Kwa Haraba: Birth of an arts shop

Some of the products found in Kwa Haraba
Some of the products found in Kwa Haraba

An artist’s mind is a thing of beauty. And so is the handiwork borne from an artist’s mind. When you step into Kwa Haraba Art Shop, it is like entering the mind of a traditional, other worldly and artistic genius. And we all know, the line between genius and insanity is threadbare. Our Correspondent ROGERS SIULA explores.

There is a method to the madness of Kwa Haraba. Borne from the inspiration emanating from a village idiot, who was convinced he could dig a tunnel from his hut, straight to the chief’s daughter’s hut to win her heart, Thoko Liwimbi learnt a valuable lesson to never limit the extent of one’s imaginations.

In a country where La Caverna and Kungoni Mua Mission have the stranglehold in terms of promotion and marketing of traditional art, Kwa Haraba, the brainchild of Liwimbi is perhaps the realistic future, saving the last laugh for when people, Malawians, visitors and other nationals, realise the true essence, beauty and Afrocentricity of Kwa Haraba Arts.

In a country where most of the graduates gravitate towards paid jobs, gainful employment and salaried positions, what drove Thoko Liwimbi towards working in the arts, and trusting the arts to cater for her everyday living?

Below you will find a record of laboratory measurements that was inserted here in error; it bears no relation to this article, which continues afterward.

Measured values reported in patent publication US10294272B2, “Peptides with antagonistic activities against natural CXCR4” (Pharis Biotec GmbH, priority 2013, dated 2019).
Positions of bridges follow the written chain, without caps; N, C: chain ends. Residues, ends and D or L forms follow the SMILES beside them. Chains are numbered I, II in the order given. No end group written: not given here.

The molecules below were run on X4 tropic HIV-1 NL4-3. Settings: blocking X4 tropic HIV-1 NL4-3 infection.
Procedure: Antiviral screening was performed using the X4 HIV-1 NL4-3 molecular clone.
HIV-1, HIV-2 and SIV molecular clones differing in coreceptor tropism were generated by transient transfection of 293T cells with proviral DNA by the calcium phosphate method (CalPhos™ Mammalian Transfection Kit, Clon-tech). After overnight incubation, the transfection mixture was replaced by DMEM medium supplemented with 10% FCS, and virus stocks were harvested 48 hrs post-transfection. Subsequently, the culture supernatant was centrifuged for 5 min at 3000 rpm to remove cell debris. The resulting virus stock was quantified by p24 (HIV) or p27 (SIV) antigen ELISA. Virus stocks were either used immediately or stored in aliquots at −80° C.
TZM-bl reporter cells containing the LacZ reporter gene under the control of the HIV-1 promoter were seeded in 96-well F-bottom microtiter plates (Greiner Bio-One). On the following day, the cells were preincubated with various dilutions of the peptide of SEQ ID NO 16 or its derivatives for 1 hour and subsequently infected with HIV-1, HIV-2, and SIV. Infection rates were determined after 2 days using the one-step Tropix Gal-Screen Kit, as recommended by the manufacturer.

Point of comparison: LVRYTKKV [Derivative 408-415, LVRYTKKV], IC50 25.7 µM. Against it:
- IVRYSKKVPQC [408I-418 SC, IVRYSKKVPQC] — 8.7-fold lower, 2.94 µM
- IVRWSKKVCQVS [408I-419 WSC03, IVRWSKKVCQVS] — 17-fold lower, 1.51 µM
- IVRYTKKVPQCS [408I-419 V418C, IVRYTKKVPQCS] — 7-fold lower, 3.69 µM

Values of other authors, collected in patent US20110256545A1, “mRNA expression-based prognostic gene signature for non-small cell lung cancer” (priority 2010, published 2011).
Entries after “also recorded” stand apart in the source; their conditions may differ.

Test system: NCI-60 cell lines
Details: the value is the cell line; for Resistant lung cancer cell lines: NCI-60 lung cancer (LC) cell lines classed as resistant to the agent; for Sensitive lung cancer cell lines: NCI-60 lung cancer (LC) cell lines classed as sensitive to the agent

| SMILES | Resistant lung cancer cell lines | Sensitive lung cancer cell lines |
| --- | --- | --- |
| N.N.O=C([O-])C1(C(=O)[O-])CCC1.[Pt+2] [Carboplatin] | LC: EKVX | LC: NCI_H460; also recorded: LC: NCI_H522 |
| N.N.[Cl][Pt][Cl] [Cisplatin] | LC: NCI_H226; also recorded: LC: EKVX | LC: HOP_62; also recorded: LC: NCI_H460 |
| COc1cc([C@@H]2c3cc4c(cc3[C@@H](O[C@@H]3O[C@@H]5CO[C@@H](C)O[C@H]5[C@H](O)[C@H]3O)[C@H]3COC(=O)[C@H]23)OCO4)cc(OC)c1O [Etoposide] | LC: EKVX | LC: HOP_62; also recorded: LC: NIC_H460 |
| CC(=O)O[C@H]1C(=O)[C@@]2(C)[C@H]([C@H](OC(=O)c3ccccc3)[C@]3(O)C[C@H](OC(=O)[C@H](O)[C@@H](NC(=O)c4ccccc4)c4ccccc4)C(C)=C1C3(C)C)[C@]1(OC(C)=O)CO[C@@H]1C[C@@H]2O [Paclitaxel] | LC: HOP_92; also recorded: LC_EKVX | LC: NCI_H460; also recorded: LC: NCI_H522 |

“All the time through primary and secondary school, and even through college, I never imagined that I’d be running my own arts shop. I thought I’d end up working in a bank or some such corporate dispensation.

“However, art is where my heart is; this is what satisfies my soul. Creating these wonderful pieces and showing them to the world. There are actually some pieces here which are simply on exhibition, for people to simply whet their appetites for beautiful objects and appreciate the art. I would never sell them, for after creating them I felt I’d transmitted a piece of myself into the pieces, ergo I’m quite attached to them,” remarked Liwimbi when asked of her art.

Kwa Haraba Art boasts different types and styles of expression, forms of art that are made from different locally available materials.

“There are pieces in here that I made, but I obviously didn’t make all of these,” she clarifies with a sweep of her hand across the four walls, that look more of an art haven than a mere shop.

“I work with a lot of other Malawian artists. Art is about expression. I buy art which appeals to me, and sometimes what I buy later doesn’t impress me and I have to modify it. Currently, I am working on a cow head that attracted me because of its jutting horns. Now it is one of the most beautiful and sought after pieces,” she adds.

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